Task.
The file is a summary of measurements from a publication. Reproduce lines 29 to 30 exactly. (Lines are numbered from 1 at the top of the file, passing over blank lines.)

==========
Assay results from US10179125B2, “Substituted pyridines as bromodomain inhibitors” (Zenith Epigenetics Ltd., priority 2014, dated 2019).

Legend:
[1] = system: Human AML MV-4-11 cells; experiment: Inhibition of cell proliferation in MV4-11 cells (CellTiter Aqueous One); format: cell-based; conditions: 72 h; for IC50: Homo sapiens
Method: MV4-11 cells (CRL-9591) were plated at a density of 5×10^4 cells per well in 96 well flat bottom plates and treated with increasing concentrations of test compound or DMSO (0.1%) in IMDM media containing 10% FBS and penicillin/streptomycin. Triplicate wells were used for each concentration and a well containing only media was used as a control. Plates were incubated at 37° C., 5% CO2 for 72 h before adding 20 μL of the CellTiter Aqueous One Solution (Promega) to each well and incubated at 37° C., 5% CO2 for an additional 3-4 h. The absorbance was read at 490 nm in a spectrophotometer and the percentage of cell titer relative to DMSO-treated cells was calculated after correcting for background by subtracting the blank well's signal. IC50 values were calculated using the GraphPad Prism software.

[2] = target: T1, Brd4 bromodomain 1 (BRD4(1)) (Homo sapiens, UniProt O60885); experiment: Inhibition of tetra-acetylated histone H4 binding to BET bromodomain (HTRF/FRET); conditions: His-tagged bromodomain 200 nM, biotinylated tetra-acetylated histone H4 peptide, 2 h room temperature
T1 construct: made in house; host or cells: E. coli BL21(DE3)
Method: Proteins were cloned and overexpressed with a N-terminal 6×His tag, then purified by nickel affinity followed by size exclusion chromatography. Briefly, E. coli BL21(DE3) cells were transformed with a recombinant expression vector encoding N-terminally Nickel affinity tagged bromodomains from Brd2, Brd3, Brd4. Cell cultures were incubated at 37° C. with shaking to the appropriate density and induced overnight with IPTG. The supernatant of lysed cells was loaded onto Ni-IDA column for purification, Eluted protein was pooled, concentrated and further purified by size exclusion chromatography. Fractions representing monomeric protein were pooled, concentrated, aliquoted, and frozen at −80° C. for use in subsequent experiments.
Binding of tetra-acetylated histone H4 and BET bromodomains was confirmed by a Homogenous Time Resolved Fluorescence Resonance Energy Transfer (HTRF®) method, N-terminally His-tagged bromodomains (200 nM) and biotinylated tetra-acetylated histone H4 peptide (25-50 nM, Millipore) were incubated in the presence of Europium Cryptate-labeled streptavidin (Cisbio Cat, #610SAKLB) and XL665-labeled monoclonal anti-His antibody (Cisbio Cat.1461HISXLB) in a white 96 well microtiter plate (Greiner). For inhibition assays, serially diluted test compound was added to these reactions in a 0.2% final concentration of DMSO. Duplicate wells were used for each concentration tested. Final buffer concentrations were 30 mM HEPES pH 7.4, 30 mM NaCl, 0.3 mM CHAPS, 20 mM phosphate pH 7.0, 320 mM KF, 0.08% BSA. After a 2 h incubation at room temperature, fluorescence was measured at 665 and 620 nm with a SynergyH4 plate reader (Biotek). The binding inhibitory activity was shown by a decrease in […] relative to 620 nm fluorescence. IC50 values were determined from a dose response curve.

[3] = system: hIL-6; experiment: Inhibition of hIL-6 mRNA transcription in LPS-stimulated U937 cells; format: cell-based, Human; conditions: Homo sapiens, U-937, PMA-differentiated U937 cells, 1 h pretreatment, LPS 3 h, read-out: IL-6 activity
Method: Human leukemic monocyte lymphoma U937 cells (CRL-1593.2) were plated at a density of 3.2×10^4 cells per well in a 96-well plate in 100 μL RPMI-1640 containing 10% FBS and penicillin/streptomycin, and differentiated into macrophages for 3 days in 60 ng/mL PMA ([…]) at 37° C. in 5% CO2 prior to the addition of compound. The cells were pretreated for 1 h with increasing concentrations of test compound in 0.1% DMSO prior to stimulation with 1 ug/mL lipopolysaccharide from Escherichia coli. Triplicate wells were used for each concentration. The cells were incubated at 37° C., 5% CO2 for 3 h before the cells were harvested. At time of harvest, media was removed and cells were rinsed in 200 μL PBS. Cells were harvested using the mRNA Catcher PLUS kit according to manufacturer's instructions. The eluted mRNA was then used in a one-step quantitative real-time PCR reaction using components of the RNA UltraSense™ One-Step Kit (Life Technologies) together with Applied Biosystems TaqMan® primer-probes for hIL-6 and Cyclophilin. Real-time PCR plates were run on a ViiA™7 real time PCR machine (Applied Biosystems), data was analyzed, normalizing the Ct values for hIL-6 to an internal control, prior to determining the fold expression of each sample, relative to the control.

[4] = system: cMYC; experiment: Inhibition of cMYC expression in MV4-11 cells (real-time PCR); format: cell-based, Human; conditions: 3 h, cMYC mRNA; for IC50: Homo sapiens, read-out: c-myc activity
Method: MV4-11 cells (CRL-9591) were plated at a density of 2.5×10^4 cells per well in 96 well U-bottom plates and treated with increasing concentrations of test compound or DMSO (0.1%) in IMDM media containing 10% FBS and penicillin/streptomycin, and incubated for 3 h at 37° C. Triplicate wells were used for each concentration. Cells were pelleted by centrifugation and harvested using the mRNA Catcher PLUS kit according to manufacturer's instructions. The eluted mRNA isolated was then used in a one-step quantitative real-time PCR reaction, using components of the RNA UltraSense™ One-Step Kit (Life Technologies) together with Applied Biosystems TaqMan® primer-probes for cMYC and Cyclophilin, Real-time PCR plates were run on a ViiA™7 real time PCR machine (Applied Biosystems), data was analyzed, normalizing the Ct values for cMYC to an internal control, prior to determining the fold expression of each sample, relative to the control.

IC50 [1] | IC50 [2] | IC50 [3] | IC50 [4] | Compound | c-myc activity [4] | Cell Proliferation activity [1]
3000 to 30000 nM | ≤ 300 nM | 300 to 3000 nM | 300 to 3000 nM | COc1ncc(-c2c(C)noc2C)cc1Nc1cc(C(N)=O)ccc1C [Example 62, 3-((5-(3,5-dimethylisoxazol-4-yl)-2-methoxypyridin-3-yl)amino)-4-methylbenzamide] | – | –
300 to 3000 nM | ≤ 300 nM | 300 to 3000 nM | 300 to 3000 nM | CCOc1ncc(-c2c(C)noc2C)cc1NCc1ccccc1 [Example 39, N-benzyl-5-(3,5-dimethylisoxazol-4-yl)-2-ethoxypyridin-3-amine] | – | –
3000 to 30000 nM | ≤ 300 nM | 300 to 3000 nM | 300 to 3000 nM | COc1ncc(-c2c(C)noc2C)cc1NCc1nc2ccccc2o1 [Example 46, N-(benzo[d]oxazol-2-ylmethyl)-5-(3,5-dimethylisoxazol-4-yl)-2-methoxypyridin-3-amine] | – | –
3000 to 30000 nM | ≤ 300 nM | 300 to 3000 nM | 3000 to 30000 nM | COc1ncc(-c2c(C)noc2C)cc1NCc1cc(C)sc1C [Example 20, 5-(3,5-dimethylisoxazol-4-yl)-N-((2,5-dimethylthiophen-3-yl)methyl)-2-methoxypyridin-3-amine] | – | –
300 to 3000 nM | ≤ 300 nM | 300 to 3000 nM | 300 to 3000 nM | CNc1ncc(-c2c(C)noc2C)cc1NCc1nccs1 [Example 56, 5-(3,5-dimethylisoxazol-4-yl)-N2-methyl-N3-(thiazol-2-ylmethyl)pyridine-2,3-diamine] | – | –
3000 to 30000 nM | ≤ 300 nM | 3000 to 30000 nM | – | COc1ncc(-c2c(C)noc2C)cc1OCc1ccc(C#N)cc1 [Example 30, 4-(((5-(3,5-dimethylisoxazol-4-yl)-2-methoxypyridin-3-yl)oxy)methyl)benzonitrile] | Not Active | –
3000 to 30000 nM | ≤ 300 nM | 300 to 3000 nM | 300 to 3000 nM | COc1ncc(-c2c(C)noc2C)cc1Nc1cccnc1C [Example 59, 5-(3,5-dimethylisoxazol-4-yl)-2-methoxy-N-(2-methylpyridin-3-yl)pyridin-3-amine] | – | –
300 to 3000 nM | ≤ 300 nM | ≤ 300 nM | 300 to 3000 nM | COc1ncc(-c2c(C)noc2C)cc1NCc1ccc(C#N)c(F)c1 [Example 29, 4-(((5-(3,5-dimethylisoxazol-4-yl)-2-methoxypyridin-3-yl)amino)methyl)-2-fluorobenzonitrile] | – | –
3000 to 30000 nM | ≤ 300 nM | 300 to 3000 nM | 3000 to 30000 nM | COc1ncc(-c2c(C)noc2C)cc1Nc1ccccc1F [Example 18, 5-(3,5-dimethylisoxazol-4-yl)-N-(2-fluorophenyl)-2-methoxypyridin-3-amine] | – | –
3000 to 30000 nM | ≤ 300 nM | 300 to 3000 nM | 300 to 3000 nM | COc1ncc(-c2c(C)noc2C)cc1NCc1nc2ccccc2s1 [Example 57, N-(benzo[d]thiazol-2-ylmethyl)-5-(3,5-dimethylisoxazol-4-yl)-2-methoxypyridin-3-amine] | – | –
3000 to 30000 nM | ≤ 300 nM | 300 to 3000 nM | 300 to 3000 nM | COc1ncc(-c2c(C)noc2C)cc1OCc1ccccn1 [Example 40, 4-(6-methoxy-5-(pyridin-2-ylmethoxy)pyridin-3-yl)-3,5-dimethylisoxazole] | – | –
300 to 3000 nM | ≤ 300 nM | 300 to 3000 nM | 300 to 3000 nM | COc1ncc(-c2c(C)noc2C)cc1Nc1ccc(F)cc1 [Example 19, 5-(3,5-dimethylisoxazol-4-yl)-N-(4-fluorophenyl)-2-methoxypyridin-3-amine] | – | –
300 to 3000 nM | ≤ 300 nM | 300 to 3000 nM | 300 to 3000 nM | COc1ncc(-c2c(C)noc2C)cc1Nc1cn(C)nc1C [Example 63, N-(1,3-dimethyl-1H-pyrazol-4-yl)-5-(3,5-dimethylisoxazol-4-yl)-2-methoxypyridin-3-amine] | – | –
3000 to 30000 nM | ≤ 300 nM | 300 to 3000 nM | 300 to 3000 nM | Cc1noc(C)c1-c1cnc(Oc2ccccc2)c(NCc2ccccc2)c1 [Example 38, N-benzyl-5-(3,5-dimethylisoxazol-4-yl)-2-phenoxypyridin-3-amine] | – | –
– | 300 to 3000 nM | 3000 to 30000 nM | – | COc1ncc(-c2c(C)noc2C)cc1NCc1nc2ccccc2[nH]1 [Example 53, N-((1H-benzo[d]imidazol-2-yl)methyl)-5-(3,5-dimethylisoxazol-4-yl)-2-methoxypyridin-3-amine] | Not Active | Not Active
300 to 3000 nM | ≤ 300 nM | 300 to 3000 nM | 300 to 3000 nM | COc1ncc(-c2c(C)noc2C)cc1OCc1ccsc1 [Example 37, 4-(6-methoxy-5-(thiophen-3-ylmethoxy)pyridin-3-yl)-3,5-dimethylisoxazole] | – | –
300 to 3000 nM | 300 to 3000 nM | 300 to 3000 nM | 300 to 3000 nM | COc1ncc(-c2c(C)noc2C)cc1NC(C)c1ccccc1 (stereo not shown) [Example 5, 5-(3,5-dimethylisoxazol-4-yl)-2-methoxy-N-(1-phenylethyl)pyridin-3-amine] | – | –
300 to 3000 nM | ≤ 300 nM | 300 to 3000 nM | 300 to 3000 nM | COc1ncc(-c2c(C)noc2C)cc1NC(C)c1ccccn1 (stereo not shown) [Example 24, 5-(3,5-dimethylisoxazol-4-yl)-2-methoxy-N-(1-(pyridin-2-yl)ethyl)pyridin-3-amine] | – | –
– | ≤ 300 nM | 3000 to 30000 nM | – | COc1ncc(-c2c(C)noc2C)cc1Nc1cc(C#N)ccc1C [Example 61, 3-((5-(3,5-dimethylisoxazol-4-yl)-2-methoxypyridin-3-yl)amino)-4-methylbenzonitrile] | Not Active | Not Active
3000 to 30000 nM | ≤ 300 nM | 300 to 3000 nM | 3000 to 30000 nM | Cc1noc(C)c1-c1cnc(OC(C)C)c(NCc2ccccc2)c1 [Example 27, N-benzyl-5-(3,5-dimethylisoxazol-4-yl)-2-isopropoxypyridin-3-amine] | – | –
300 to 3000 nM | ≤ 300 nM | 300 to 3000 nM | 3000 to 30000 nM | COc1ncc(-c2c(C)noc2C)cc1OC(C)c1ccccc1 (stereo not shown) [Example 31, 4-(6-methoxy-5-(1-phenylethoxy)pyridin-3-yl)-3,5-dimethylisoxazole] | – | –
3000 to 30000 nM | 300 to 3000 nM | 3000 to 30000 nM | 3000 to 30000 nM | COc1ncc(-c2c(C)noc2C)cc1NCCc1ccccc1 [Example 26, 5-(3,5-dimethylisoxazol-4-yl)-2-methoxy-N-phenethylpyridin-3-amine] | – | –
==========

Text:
300 to 3000 nM | ≤ 300 nM | 300 to 3000 nM | 300 to 3000 nM | COc1ncc(-c2c(C)noc2C)cc1OCc1ccsc1 [Example 37, 4-(6-methoxy-5-(thiophen-3-ylmethoxy)pyridin-3-yl)-3,5-dimethylisoxazole] | – | –
300 to 3000 nM | 300 to 3000 nM | 300 to 3000 nM | 300 to 3000 nM | COc1ncc(-c2c(C)noc2C)cc1NC(C)c1ccccc1 (stereo not shown) [Example 5, 5-(3,5-dimethylisoxazol-4-yl)-2-methoxy-N-(1-phenylethyl)pyridin-3-amine] | – | –